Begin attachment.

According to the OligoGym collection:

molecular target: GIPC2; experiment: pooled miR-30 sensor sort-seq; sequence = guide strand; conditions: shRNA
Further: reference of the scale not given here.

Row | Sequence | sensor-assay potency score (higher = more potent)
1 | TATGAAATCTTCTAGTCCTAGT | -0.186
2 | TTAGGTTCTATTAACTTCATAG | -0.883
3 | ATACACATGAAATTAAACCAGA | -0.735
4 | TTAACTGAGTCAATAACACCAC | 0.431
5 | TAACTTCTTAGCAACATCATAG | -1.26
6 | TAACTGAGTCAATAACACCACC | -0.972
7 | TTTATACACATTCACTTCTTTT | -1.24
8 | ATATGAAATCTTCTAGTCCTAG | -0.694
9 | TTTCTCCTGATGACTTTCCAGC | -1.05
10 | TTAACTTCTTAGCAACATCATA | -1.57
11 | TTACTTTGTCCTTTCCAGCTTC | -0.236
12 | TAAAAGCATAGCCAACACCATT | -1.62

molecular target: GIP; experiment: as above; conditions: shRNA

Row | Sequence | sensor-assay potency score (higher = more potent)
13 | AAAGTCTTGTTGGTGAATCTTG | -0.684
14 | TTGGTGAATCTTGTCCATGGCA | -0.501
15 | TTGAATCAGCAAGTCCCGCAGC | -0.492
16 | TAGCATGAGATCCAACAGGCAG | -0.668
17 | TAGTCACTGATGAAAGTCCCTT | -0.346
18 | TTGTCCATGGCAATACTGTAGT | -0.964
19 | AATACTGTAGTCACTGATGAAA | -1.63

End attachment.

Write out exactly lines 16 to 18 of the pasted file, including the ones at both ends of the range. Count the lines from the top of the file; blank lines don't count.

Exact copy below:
12 | TAAAAGCATAGCCAACACCATT | -1.62

molecular target: GIP; experiment: as above; conditions: shRNA

Row | Sequence | sensor-assay potency score (higher = more potent)